Your baby’s language is developing way before she utters her first word. She’ll be tuning in to the outside world from the womb, listening to your voice and change of tones. She’ll continue doing this during the first months, figuring out what the rules of language are, and observing how grown-ups around her use it to communicate.
Her first attempts at language will be no more than cries, coos, and gurgles that will turn into babbling vowel and consonant combinations in the third or fourth month. You’ll learn that language is more than words –smiles, and different cries will communicate pleasure or displeasure. Wait for the big breakthrough: her first word might come as early as six months! However, that connection between ‘mama’ or ‘dada’ and you might not be present yet. You’ll have to wait another six months for that! However, your baby probably understands way more than she can say at most points. So, avoid swearing so that she doesn’t imitate you later on!
There are several important things you can do to help your child’s language development and, don’t worry, it’s not rocket science.
- One of the most important things to do is to talk to and around her. It doesn’t need to be nonstop chatter, but talking to your baby will expose her to the vocabulary and attention she needs to develop her language skills. Parentese –or the melodic and high-pitched tone many adults use to talk to babies– is especially tailored to help a baby’s brain learn, so don’t be afraid to use it.
- Another thing to do is to read to your baby. A few minutes a day will teach her about sentence structure, tones, and will keep her entertained! She’ll be learning new words at an incredible rate, so books are also a good way to change up the vocabulary she usually hears at home.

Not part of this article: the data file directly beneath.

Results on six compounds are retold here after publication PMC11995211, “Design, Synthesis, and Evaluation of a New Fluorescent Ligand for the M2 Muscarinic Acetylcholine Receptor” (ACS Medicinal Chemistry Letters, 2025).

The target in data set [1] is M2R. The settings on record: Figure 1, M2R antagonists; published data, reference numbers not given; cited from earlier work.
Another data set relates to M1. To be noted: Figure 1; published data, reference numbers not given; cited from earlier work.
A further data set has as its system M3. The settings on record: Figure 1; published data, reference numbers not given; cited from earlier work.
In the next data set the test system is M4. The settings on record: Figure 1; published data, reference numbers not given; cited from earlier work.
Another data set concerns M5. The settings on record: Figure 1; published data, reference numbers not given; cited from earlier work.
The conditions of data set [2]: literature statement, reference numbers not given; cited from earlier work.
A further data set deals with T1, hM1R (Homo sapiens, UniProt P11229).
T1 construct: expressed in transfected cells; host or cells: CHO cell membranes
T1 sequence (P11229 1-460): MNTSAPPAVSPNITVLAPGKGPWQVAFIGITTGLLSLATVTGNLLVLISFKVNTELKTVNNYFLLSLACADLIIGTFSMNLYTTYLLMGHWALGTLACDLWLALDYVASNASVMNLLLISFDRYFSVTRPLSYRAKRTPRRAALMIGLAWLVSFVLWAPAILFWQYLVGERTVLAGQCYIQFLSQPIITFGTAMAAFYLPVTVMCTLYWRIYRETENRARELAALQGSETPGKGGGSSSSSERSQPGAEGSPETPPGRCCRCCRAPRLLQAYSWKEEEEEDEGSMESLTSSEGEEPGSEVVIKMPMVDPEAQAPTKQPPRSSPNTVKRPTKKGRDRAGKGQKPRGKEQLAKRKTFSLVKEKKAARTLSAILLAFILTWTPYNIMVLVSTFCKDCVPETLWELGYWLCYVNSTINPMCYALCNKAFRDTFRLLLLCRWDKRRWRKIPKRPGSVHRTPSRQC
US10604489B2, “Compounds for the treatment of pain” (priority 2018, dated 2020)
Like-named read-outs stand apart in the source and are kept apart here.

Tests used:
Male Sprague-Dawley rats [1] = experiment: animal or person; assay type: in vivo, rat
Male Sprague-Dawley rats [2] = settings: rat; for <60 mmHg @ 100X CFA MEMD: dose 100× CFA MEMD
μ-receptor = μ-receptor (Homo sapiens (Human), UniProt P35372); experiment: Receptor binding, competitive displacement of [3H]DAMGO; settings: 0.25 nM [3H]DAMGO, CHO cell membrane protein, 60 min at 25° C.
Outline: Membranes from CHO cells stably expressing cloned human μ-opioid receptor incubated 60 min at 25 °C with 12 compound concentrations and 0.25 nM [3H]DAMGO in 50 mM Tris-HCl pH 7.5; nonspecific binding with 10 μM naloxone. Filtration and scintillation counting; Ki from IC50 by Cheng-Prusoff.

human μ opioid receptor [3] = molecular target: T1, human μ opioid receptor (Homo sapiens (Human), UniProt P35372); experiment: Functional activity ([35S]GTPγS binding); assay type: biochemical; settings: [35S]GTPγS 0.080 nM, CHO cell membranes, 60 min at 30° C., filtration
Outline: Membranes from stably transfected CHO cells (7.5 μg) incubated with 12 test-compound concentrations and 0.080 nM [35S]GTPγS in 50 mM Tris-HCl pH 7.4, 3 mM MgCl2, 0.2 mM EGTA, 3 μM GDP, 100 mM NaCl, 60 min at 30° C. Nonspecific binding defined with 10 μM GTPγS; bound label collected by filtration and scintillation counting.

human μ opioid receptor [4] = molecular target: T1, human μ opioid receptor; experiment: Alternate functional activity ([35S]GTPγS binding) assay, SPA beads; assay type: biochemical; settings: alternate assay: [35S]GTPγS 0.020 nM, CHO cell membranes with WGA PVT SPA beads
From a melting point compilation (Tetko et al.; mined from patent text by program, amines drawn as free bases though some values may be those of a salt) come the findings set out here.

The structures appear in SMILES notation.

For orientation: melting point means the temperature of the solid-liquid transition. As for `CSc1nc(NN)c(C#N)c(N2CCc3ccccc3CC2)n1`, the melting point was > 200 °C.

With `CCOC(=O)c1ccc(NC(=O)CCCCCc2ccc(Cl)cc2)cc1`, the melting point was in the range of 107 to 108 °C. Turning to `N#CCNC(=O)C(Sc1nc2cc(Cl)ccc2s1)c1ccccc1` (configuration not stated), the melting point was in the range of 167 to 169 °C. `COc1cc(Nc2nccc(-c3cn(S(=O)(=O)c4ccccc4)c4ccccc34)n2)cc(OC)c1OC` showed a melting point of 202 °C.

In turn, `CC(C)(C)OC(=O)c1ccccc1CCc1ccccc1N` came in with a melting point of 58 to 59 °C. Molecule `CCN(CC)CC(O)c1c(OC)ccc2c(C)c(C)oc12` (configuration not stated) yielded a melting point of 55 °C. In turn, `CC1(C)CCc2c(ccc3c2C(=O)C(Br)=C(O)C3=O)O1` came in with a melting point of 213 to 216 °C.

- Listening and giving positive feedback is the last and maybe hardest of these three things you can do to help your child’s development. Being responsive to her babbling –even though it sounds like nonsense– will encourage her to keep practicing. The same applies when she starts using her first words and short sentences!
One important thing to consider is that babies will only reap the benefits when a real, live person is talking. TV or radio will not have the positive impact on linguistic abilities and IQ that talking, reading, and listening to will have.
Remember, every child speaks at his own pace. However, there are things you can do to help. Kinedu has dozens of activities to stimulate your baby’s linguistic area, make sure to check them out! Here’s one of our faves: